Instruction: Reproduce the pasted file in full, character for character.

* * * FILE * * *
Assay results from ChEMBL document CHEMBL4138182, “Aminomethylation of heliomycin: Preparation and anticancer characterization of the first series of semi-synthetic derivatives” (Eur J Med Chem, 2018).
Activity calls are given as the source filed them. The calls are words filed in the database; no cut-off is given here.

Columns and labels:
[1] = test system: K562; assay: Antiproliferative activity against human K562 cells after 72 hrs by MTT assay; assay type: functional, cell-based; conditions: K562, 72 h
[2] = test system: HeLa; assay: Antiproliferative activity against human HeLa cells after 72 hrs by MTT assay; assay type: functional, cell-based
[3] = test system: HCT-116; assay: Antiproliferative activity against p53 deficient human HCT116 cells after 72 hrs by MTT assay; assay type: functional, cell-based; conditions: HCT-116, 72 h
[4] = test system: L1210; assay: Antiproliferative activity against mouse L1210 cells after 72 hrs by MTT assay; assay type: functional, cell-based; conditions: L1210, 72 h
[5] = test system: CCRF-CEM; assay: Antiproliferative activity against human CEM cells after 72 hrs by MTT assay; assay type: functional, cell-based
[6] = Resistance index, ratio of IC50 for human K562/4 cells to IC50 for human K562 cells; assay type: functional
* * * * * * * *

Assay results from ChEMBL document CHEMBL4138182, “Aminomethylation of heliomycin: Preparation and anticancer characterization of the first series of semi-synthetic derivatives” (Eur J Med Chem, 2018).
Activity calls are given as the source filed them. The calls are words filed in the database; no cut-off is given here.

Columns and labels:
[1] = test system: K562; assay: Antiproliferative activity against human K562 cells after 72 hrs by MTT assay; assay type: functional, cell-based; conditions: K562, 72 h
[2] = test system: HeLa; assay: Antiproliferative activity against human HeLa cells after 72 hrs by MTT assay; assay type: functional, cell-based
[3] = test system: HCT-116; assay: Antiproliferative activity against p53 deficient human HCT116 cells after 72 hrs by MTT assay; assay type: functional, cell-based; conditions: HCT-116, 72 h
[4] = test system: L1210; assay: Antiproliferative activity against mouse L1210 cells after 72 hrs by MTT assay; assay type: functional, cell-based; conditions: L1210, 72 h
[5] = test system: CCRF-CEM; assay: Antiproliferative activity against human CEM cells after 72 hrs by MTT assay; assay type: functional, cell-based
[6] = Resistance index, ratio of IC50 for human K562/4 cells to IC50 for human K562 cells; assay type: functional